These days, it seems business blogs are everywhere. And why not? They’re simple to set up, and they’re a great way to promote your products and services. But here’s the real question: Do they get results?
Only if you do them right, says author Mark Satterfield. While anybody can key words into a template, it’s not so easy to create a professional blog that reels in potential clients and keeps current ones engaged. You have to strike the right tone, come up with great topics, know how to hold a reader’s attention, and more.
“Most compelling business blogs have several structural elements in common—and once you know what they are, they’re fairly easy to replicate,” says Satterfield, author of the new book The One Week Marketing Plan: The Set It & Forget It Approach for Quickly Growing Your Business.
Satterfield, who has spent the last two decades helping clients grow their businesses, says blogging can be a valuable way to establish yourself as a thought leader. Each time you publish a post, people searching for any keywords it contains will be drawn to your site, where they may sign up for your email list and buy your products or services. And it’s easy for readers to pass along interesting or controversial posts to their friends, fans, circles, and followers.
“I recently acquired a major client all the way from Australia because of a blog post,” Satterfield shares. “And my dentist says she gets a new patient for every few blogs she posts—and those are only a few examples. So yes, the time, thought, and energy you put into strategic blogging can have an incredibly positive ROI for your business.”
In The One Week Marketing Plan, Satterfield shares actionable strategies and real-world wisdom to help entrepreneurs set up a successful, sustainable niche marketing plan in just five business days. (Yes, really!) Here, he spotlights eight tips that will help you create a compelling, business-driving blog:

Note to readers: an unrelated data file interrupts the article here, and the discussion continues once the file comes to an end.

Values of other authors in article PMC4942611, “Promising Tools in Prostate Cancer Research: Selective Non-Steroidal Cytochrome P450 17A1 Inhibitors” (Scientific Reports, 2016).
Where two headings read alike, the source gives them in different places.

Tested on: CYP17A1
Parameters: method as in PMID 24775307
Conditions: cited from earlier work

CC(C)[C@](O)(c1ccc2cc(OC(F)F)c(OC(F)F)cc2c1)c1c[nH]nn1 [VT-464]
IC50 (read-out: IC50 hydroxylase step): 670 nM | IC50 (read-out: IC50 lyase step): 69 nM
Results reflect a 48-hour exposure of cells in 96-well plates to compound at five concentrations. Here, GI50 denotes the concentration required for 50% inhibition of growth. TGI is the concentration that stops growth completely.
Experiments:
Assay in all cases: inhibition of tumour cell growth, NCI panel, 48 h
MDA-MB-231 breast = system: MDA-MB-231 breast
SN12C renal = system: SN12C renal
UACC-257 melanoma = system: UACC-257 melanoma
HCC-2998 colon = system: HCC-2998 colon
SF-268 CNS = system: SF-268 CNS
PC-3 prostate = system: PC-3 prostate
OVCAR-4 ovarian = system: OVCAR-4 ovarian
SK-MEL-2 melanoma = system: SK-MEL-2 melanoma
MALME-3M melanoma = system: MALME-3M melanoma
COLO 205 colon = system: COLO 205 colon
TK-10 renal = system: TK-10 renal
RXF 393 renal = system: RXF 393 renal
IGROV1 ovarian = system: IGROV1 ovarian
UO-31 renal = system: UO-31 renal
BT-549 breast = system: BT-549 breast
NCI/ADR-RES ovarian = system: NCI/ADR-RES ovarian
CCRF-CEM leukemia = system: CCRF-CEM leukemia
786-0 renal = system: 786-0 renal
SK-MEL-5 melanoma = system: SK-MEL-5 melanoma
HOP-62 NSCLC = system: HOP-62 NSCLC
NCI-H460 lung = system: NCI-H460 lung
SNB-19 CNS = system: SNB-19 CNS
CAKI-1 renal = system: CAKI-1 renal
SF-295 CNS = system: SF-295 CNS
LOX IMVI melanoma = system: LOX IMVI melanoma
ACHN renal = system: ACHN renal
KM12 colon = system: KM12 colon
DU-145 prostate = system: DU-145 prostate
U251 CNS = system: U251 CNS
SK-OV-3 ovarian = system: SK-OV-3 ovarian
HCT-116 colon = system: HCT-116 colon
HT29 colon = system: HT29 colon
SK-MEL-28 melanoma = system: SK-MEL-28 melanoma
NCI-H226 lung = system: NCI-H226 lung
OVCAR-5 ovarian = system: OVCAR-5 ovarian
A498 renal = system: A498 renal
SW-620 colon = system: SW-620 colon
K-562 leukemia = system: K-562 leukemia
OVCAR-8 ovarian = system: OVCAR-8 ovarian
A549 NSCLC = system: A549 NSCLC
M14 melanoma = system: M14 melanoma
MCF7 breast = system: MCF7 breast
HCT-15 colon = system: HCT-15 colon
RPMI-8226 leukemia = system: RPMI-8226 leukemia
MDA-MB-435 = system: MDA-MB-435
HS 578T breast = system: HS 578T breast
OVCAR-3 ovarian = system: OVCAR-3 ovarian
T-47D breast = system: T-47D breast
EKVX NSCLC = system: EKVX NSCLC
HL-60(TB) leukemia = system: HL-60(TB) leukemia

Know what your readers care about. First and foremost, successful blogging is all about offering value to your readers. It doesn’t matter how flashy or funny or well-written your posts are if they don’t provide useful information or answer readers’ questions. People aren’t interested in self-serving pontification; they’re looking for resources to enhance their lives. Keep this principle firmly in mind when considering all of the following tips.
“Specifically, I advise you to not only consider what your target audience cares about, but also to think about the words and phrases they’re likely to use when searching for that information,” Satterfield suggests. “Be sure to include these keywords (judiciously, not exhaustively!) in your headlines and copy so that your posts will be more likely to show up in the first few pages of search results. This is one component of search engine optimization, or SEO.”
Find your voice. (And make it an engaging one!) If your goal is to drive readers away or put them to sleep, write in dense “corporate speak” and use a lot of industry-specific, arcane phraseology. Oh, that’s not your goal? Then the tone of your writing should be more entertaining and approachable, even though you’re primarily talking about your business.
“If you read your blog post aloud and conclude that your words would turn an in-person meeting into a snooze-fest, think twice before hitting ‘publish,’” advises Satterfield. “In fact, when you’re creating posts, aim for the tone you’d strike in a one-on-one conversation with a prospect or customer you already like.”
Banish blogger’s block with a list of compelling topics. Consistently creating compelling content (say that three times quickly!) is a challenge for a lot of bloggers. So that you don’t find yourself facing blogger’s block, it’s smart to have a broad understanding of what readers generally find interesting.
“I suggest making a list of posts you want to publish so that you can work on them when inspiration strikes (and so that you can have a lot of content in the can for a rainy day!),” Satterfield says. “Be sure to keep a constantly evolving record of any new ideas that come to you. I use a program called ‘Evernote’ that enables me to keep all of my ideas readily available.”
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